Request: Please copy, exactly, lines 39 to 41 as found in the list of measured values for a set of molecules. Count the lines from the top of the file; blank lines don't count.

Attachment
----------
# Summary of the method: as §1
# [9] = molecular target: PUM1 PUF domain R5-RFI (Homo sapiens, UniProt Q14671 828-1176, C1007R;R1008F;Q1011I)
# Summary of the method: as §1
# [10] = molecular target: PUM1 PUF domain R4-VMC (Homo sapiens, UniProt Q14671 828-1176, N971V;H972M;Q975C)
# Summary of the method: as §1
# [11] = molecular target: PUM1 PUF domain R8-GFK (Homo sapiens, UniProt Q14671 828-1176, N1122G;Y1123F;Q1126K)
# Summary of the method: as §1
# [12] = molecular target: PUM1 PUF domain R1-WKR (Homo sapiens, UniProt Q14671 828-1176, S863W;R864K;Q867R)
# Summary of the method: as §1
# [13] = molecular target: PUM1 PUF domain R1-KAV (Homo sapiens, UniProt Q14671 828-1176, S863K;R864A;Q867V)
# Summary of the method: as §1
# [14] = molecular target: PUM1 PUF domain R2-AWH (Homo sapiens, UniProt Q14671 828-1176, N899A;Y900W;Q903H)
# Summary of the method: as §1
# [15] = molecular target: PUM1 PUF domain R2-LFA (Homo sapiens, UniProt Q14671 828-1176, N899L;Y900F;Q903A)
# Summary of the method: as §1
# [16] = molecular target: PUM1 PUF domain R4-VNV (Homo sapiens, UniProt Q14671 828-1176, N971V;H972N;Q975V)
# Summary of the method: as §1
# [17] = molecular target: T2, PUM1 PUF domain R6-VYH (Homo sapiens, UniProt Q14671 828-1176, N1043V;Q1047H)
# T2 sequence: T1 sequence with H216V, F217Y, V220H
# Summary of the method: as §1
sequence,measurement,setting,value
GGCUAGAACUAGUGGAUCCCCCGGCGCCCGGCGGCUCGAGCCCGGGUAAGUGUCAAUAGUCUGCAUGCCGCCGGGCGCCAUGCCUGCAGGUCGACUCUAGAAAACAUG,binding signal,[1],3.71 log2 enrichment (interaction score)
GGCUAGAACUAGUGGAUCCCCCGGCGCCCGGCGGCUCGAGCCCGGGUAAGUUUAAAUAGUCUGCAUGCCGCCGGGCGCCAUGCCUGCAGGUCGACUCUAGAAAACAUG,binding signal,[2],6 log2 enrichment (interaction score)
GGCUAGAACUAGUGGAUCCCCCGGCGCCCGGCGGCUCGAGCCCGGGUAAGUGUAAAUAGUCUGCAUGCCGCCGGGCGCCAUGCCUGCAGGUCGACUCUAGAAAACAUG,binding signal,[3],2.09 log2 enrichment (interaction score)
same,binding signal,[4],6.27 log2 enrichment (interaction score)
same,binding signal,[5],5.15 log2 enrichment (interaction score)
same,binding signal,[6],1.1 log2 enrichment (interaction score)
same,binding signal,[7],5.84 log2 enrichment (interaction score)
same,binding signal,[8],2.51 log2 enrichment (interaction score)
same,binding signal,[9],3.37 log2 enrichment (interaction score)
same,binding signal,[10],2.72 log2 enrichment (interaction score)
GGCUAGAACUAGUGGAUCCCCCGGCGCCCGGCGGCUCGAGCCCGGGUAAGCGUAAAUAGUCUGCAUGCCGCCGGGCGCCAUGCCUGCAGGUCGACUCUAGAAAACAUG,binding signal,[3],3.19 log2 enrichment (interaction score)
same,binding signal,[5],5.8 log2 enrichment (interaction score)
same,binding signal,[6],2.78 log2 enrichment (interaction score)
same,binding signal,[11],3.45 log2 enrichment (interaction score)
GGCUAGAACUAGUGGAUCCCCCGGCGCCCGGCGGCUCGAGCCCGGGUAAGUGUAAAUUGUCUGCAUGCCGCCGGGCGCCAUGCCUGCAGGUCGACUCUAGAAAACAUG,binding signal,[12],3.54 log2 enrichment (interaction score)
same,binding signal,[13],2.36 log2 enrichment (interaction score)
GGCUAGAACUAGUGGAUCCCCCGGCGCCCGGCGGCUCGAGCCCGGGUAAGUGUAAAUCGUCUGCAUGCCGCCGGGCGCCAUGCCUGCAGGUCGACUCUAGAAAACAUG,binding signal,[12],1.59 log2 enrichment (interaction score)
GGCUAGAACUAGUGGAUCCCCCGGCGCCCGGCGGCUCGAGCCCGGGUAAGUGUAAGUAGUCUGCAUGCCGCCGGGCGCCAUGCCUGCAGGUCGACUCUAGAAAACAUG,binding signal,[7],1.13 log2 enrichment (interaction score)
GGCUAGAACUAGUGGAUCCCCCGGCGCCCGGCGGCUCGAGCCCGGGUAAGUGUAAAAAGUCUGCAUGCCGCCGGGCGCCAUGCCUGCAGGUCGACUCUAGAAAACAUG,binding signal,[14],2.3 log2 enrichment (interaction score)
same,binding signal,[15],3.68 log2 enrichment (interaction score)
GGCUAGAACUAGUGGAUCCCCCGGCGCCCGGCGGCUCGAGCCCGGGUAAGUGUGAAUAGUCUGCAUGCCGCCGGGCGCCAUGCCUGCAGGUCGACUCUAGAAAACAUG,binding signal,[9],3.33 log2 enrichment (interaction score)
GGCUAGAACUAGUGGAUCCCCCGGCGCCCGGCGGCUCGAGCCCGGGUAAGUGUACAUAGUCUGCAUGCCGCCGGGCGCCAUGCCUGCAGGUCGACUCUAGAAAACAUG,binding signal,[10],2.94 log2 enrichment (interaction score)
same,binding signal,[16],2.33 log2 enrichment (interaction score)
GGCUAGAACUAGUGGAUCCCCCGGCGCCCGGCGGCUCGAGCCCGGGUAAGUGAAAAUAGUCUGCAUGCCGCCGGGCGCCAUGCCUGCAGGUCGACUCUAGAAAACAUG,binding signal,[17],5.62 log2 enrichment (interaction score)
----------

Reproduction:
GGCUAGAACUAGUGGAUCCCCCGGCGCCCGGCGGCUCGAGCCCGGGUAAGUGUAAGUAGUCUGCAUGCCGCCGGGCGCCAUGCCUGCAGGUCGACUCUAGAAAACAUG,binding signal,[7],1.13 log2 enrichment (interaction score)
GGCUAGAACUAGUGGAUCCCCCGGCGCCCGGCGGCUCGAGCCCGGGUAAGUGUAAAAAGUCUGCAUGCCGCCGGGCGCCAUGCCUGCAGGUCGACUCUAGAAAACAUG,binding signal,[14],2.3 log2 enrichment (interaction score)
same,binding signal,[15],3.68 log2 enrichment (interaction score)